Do we have to choose between success and love?
Does it have to be one or the other—success in our careers, our life’s work, and our art, or being able to love and be loved in an emotionally-stable relationship?
Most people say yes. Love is sacrifice and something has to give.
I don’t think so.
I think it’s possible to have it all:
To work hard and be independent and have all the success we want in the world, and to have a solid, committed, healthy relationship. To be an artist, travel the world, invest ourselves completely in our work, while investing our heart completely in another being.
I’m tired of seeing artists and entrepreneurs lonely. I am tired of seeing successful people at the top of their careers living at the bottom of their hearts.
I don’t subscribe to the belief that to be successful, I have to pour more than everything into my work and nothing into my heart.
I don’t believe that a relationship between artists, successful business owners and entrepreneurs can only exist if it is void of depth and meaning.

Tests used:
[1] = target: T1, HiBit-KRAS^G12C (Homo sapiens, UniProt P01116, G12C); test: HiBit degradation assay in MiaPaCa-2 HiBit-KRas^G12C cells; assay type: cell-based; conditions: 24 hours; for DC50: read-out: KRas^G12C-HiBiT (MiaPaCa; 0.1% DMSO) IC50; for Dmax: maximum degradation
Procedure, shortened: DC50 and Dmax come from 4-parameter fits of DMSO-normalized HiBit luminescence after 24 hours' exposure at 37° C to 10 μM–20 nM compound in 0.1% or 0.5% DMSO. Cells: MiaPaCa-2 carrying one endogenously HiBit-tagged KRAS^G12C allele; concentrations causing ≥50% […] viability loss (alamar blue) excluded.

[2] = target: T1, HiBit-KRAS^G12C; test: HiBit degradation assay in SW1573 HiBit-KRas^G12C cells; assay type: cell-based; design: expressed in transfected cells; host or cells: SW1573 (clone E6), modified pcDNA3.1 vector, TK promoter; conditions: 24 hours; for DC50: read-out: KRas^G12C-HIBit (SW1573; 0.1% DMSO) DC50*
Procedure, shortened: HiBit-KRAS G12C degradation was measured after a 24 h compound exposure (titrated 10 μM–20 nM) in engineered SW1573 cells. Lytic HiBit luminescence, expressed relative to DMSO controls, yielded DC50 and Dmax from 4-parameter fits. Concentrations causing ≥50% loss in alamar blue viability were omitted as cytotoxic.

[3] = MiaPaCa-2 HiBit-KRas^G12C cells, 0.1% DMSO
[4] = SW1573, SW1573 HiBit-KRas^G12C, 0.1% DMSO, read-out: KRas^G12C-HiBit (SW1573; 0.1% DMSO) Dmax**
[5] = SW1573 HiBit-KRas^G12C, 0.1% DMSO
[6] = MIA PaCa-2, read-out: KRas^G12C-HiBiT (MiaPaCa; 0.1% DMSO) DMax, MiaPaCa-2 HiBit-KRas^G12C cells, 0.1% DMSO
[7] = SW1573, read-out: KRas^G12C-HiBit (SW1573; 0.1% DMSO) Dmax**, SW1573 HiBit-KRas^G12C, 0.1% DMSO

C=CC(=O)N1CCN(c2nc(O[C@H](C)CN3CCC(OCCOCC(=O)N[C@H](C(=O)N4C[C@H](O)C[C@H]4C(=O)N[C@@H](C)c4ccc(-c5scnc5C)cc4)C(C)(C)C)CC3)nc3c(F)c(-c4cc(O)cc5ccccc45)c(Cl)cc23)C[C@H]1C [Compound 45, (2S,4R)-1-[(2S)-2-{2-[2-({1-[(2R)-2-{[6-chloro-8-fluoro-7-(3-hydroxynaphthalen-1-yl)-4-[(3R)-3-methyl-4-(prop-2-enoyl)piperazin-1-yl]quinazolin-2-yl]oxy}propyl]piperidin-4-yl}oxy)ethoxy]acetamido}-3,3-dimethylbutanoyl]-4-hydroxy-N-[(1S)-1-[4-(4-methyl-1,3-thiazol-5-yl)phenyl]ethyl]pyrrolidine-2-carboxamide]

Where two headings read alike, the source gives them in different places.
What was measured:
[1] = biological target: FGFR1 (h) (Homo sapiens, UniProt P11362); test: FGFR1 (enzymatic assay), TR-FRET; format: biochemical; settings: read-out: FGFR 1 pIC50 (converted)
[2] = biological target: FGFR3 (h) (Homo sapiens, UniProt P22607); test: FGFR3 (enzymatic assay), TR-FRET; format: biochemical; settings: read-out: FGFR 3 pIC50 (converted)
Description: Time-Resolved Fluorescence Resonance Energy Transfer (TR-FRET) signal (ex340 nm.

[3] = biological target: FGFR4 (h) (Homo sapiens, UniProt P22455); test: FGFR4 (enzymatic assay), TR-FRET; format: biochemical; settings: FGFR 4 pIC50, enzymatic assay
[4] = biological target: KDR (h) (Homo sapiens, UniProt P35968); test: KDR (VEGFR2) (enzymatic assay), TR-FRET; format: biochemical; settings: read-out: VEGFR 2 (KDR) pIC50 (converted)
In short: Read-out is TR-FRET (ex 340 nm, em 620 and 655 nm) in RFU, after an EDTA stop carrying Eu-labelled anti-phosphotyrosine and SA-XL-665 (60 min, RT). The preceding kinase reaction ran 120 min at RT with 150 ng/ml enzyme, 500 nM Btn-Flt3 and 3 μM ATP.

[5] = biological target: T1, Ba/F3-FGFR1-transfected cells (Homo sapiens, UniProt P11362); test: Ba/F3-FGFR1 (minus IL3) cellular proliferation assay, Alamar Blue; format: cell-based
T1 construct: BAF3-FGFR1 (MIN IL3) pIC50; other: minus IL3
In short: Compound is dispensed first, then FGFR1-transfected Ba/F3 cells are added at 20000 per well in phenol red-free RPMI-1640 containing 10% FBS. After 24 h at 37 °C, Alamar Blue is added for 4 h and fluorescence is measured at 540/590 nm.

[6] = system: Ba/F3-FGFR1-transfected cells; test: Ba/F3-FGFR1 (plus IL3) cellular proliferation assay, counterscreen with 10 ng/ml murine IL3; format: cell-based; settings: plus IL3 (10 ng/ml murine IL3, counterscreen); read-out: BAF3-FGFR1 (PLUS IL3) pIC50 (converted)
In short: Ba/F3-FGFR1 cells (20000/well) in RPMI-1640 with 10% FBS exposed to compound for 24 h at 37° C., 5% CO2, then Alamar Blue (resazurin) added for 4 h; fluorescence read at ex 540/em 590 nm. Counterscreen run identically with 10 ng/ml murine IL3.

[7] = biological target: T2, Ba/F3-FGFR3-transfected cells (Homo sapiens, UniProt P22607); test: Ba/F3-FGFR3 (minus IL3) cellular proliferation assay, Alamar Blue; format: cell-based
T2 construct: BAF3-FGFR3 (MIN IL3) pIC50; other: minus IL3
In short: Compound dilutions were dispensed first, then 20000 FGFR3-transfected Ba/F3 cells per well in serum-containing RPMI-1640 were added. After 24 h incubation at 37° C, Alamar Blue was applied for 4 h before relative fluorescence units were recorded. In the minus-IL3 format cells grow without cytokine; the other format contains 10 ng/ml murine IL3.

I don’t buy into the narrative that successful people, artists especially, have to be tortured, suffering and starving.
I know this is not the only way.
I have met many successful couples who make it work, who travel separately for business or pleasure and are still in healthy, committed life-partnerships. I have met people who give up nothing to succeed in what they do, yet still succeed in their personal lives. I have seen partnerships between two extraordinary individuals thrive as they live their own lives, kick ass at their own work and are there to lift each other up along the way—loving each other completely and fully.
Are these people special?
Do they have something the rest of us don’t?
What’s their secret?
The secret is this: they choose to have it all.
They choose to have their cake and eat it too, instead of subscribing to the belief that between success and love, we have to pick just one.
We are extraordinary beings capable of giving and receiving endless amounts of love and care.
We can have it all, we just have to choose that—instead of continuing to choose our own suffering.
Author: Annabelle Blythe
Image: Mario Piperni/Flickr
Editor: Nicole Cameron